Four vs six cycles of docetaxel and cyclophosphamide (TC) in early stage triple-negative breast cancer
Basu A, Mohammed HA, Mahmood S, Dabak V, and Loutfi R. Four vs six cycles of docetaxel and cyclophosphamide (TC) in early stage triple-negative breast cancer. Cancer Res 2019; 79(13).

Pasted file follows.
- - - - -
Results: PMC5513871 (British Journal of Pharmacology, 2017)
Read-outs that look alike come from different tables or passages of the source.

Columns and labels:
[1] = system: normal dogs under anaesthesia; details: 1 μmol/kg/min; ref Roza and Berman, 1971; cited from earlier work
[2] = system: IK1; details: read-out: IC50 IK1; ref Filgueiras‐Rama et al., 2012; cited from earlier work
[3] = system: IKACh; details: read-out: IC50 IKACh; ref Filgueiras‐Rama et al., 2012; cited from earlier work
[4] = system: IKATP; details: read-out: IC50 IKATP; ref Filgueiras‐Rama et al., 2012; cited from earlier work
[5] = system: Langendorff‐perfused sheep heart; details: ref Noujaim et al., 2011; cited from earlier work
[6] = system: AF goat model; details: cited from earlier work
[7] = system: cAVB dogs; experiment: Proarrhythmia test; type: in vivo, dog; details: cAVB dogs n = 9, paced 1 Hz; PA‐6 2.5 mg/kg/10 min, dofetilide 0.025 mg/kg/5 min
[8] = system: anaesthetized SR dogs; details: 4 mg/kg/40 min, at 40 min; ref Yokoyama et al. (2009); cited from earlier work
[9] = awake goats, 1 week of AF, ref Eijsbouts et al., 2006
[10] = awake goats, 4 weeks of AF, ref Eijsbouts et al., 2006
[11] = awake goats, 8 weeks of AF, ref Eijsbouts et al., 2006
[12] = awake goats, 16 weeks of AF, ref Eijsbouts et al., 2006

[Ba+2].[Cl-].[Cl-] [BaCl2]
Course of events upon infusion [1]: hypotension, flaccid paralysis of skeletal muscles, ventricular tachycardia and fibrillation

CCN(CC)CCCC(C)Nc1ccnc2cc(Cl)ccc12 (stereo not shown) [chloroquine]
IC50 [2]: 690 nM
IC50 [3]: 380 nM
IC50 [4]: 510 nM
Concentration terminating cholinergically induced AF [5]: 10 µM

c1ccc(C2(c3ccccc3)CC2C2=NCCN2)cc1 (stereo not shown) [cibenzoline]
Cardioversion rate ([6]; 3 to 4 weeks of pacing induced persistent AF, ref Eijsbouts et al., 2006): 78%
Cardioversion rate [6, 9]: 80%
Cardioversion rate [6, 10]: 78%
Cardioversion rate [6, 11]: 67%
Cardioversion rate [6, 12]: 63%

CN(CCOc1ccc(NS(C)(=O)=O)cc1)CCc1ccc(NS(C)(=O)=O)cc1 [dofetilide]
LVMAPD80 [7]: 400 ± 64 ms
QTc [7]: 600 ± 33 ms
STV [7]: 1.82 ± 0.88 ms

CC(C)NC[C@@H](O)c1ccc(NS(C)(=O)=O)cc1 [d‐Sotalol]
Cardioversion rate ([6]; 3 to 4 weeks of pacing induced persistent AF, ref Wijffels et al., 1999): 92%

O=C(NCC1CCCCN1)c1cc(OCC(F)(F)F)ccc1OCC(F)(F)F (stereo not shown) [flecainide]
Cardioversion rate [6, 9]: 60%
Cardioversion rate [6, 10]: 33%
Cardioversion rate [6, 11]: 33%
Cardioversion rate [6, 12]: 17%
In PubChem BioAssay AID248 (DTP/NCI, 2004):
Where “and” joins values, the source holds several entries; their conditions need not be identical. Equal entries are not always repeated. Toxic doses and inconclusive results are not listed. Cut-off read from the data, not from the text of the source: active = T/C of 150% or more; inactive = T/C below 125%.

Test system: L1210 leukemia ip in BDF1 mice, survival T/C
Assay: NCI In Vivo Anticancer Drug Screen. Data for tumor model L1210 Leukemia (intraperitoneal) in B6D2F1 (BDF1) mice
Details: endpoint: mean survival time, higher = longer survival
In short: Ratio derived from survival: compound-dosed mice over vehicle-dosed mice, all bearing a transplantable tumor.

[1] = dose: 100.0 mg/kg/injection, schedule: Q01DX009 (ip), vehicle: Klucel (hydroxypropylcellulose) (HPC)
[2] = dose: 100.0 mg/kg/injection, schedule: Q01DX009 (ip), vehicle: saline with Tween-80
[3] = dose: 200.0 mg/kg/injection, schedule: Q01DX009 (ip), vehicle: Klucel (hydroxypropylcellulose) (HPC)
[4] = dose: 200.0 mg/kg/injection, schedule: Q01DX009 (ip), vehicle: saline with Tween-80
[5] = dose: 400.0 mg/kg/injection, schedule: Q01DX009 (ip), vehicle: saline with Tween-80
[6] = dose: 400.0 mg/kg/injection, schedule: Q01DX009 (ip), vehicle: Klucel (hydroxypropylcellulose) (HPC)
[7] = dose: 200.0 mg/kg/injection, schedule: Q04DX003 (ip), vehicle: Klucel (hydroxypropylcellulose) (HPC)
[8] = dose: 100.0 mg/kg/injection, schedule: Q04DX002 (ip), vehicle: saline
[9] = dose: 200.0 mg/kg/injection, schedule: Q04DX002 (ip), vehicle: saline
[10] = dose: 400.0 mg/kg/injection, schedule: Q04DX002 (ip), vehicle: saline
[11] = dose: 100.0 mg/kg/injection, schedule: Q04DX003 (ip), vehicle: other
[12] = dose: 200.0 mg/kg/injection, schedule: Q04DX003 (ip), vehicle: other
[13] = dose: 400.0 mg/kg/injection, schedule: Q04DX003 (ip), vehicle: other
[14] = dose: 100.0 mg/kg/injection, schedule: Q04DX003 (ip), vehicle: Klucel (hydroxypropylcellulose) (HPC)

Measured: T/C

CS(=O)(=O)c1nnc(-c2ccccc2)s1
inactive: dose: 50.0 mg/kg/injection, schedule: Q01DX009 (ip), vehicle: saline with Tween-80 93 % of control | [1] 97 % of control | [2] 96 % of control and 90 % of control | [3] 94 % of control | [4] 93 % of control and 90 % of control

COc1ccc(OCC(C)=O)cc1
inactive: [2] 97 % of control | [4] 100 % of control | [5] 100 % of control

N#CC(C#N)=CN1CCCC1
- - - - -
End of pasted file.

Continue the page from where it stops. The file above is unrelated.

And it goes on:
Background: ABC trials established the use of non-anthracycline containing regimen, docetaxel and cyclophosphamide (TC) in the adjuvant setting in early stage breast cancer. In clinical practice, TC is commonly used in Stage I Triple-Negative Breast Cancer (TNBC). However, no specific recommendations exist in literature, regarding the number of cycles that can be used. i.e. TC4 vs TC6. Our aim, was to determine if TC4 is noninferior to TC6 when used as adjuvant therapy in early stage TNBC. Methods: We retrospectively reviewed 77 patients who were diagnosed with early stage TNBC between 2007 to 2017, at our institution who had received either TC4 or TC6 as adjuvant therapy. The number of cycles the patients received were based on provider preference. The two groups (TC4, TC6) were compared in regard to stage of cancer at diagnosis based on AJCC 7t hedition, grade of adverse events, recurrence and death from breast cancer recurrence. Results: Out of 77 patients, based on T stage, 25 (32.5%) were T1b, 38(49.4%) were T1c, 13(16.9%) were T2 and 1 (1.3%) was T3. All patients were node negative. 53(68.8%) received TC4 and 24(31.2%) received TC6. Regarding side effects, adverse of any grade were seen in 42(79.2%) patients who received TC4 and 23(95.8%) in patients who received TC6(p=0.091). Adverse events which were grade 3 or higher were seen in 7(15.9%) in TC4 group and 3(13%) in the TC6 group (p=1.000). Recurrence in the TC4 group was seen in 4 patients (7.5%) and 3(12.5%) patient in the TC6 group (p=0.259). Death due to breast cancer recurrence was seen in 1 patient (1.9%) in the TC4 group and 1(4.1%) patient in the TC6 group. Conclusions: In this limited series, TC4 appears to be equally effective to TC6, with fewer adverse events of any grade. However, a longer follow up and a larger patient base is required to be studied for a more definitive conclusion.